This is Rome’s Largest Public Art Work Since the Sistine Chapel
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This is Rome’s Largest Public Art Work Since the Sistine Chapel

William Kentridge Power wash Stencil Rome
Marcello Melis
William Kentridge Power wash Stencil Rome
Marcello Melis

A 1,800-foot-long frieze will adorn the city’s Tiber River.

A new project in Rome is about to open this April, and its sheer size puts even the Sistine Chapel to shame. The largest public art work in the city since the completion of Michaelangelo’s masterpiece, William Kentridge’s 1,800-foot-long, 33-foot-high frieze, entitled Triumphs and Laments: A Project for the City of Rome, will adorn the embankment walls along the Tiber River. 

It’s no easy feat. This project, according to artistic director Kristin Jones, is 33 years in the making. “I’m the mad woman that conceived this whole thing,” she says. “It’s the dream of my life.” Jones won a Fulbright Scholarship to travel to Rome in 1983. She was interested in public art, and an instructor had advised her to see what the city had in store. Jones was stunned by Rome’s beauty and architecture.

In 2004, Jones founded TEVERETERNO, a non-profit organization to produce cultural events in Rome and encourage artistic expression. She believes that contemporary art can be a vehicle for urban renewal and environmental awareness. As a New Yorker, Jones has seen organizations such as Creative Time and the Public Art Fund erect meaningful public work. She lamented the lack of similar funding in Rome and decided to create her own “urban place-making project.”

But where, in the whole city of Rome, to focus her efforts? Jones quickly became captivated with the Tiber River and with one portion in particular. “The river is a fantastic, serpentine meander,” she says. Yet, it was “completely neglected. Totally derelict.” She was thrilled to discover an uncharacteristically straight stretch the same length and width as an ancient Greek arena. Struck by its majesty and potential, she began considering the site’s artistic possibilities.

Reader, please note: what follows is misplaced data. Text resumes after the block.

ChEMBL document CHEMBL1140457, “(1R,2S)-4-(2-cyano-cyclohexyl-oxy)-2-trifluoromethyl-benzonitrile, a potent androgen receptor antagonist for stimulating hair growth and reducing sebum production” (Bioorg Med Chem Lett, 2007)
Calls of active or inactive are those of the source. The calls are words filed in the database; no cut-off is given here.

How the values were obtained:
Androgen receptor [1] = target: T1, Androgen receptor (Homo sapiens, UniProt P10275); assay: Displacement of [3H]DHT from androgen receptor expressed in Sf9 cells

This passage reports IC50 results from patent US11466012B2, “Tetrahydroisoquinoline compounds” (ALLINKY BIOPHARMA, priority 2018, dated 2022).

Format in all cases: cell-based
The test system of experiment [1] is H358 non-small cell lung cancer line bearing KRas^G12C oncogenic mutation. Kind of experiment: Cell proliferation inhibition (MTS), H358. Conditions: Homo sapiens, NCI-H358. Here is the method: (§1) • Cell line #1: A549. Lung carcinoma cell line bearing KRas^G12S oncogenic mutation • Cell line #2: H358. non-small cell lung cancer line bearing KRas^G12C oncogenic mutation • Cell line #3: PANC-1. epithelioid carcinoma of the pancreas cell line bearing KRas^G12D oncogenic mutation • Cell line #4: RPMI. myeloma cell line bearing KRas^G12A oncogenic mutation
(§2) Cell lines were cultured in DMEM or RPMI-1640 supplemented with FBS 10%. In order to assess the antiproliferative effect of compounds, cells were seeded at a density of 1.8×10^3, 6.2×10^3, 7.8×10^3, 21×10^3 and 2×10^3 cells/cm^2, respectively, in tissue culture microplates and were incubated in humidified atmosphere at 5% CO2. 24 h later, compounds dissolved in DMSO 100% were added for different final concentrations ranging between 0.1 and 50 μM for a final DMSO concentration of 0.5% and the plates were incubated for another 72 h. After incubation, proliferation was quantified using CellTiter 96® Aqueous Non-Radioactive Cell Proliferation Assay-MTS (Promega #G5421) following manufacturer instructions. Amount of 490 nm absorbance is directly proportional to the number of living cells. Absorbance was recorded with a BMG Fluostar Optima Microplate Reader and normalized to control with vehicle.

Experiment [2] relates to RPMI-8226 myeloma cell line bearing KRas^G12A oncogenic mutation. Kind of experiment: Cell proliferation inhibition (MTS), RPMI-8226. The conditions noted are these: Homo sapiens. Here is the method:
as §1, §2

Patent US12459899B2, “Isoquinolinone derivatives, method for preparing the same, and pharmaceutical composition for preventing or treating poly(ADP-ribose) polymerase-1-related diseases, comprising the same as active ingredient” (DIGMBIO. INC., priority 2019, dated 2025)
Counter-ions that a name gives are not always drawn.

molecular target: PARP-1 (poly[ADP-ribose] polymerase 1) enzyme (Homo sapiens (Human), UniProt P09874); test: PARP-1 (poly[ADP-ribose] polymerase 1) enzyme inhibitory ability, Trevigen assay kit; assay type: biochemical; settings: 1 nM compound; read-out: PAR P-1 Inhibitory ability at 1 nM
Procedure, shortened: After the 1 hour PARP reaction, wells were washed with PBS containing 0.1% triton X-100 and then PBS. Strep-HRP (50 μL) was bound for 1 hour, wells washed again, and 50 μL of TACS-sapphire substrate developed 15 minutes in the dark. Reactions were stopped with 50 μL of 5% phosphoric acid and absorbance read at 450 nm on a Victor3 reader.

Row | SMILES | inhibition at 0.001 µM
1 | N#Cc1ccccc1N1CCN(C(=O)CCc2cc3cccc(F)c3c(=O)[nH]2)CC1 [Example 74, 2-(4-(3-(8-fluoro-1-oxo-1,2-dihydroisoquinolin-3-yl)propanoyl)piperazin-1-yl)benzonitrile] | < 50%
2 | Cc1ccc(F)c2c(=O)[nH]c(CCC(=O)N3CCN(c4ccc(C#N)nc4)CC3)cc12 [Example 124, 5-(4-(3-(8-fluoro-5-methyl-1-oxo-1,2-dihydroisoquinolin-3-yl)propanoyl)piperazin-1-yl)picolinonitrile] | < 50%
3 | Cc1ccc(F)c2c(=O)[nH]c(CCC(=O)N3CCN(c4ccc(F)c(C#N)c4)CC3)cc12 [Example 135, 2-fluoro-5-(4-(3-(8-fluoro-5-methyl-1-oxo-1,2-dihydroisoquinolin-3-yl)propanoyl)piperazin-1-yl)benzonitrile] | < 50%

William Kentridge Power wash Stencil Rome
Marcello Melis

She determined that William Kentridge, the South African artist known worldwide for his drawings, prints, and video work, was the only man for the job. Kentridge may be best known for his stop-motion films and his five-channel installation at the Metropolitan Museum of Art a few years ago, The Refusal of Time, which mediates on time, space, colonialism, and industry through both sculpture and projection.  If there was one person who could bring contemporary art alive in Rome, a city so rich with history both glorious and unsavory, it was he. “Kentridge is so brilliant,” Jones says. “His work makes me weep.” Over the years, at art gatherings and public celebrations, Jones sought out Kentridge and brought up the idea of collaborating on a project together. Over 10 years after their first meeting in Rome in 2001,when both were attending the Norton Lectures at Harvard, he told Jones what he wanted to do.

Initially, the pair considered projection work along the embankment walls. That method was expensive, though, and they settled on a “drawing” using an unusual technique devised by Jones: holding large stencils to the sullied walls and then power washing them, black and white figures emerged. The all-natural process allowed the work to slowly fade over time without altering the structures.

Kentridge considered what types of images would resonate with this method, at this site. He noted that the area embodied Rome’s contradictions. On one side stood the ghetto and on one side the Vatican. Rome at its worst and at its most imposing. Kentridge wanted to reconcile the city’s accomplishments and its infractions—often, the two were inextricably intertwined. The project “exploded into the entire history of Rome and all of its triumphs and all of its tragedies.”

William Kentridge
Marc Shoul

Soon, Kentridge and Jones’s team began choosing the images and creating the stencils for Triumphs and Laments: A Project for the City of Rome. The process required over three years of research by scholars, consultants, and volunteers and amassed an archive of over 300 images from which Kentridge was able to choose. The final frieze will depict over 80 figures from antiquity to present, in addition to mythological icons, in the form of a procession along the walls. Jones emphasizes the “for” in the title—she and Kentridge are creating a gift for the city, which has given so much to scholars, art lovers, travelers, and locals for so long.

A spectacular project deserves a spectacular celebration, and during the opening of Triumphs and Laments, from April 21-22, the renowned composer Philip Miller will debut a theatrical musical performance that incorporates local performers along with music from both the Italian folk tradition and the city’s multifaceted immigrant population. Two processional marching bands will walk in a procession as light shines on their feet and their shadows dance on top of the power-washed walls.

The dates coincide with the city’s Jubilee celebration and the symbolic founding of the city of Rome. Jones speaks about tourists that “come and take and go.” Rome has been a “pilgrimage site for joy and for spirit and for food.” While we replenish ourselves, we often don’t give anything back to the city. As Jones says, “Rome deserves it.”

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